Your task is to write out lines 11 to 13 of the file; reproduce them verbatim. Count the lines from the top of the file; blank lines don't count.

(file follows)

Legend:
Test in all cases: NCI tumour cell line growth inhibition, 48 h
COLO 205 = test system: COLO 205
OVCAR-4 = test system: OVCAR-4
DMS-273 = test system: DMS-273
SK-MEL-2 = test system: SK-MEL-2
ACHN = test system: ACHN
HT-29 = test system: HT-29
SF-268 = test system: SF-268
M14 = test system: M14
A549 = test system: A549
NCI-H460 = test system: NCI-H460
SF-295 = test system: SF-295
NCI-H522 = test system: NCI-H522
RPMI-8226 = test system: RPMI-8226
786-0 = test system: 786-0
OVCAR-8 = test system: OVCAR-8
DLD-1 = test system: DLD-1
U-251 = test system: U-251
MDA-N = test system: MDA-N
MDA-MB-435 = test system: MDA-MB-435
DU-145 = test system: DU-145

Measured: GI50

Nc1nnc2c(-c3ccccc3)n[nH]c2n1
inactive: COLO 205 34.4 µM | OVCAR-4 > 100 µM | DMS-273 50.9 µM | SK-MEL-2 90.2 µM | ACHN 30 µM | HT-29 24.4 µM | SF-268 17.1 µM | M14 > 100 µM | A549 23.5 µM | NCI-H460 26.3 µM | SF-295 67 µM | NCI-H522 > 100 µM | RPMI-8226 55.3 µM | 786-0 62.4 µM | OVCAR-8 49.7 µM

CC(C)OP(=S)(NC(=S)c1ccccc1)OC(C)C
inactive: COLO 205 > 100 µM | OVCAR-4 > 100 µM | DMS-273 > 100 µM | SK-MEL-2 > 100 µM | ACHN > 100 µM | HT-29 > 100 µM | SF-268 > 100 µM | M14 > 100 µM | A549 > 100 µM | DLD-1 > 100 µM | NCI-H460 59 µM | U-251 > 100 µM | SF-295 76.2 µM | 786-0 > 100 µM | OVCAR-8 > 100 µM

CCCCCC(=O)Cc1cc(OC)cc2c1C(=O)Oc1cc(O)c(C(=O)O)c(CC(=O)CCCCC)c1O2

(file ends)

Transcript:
A549 = test system: A549
NCI-H460 = test system: NCI-H460
SF-295 = test system: SF-295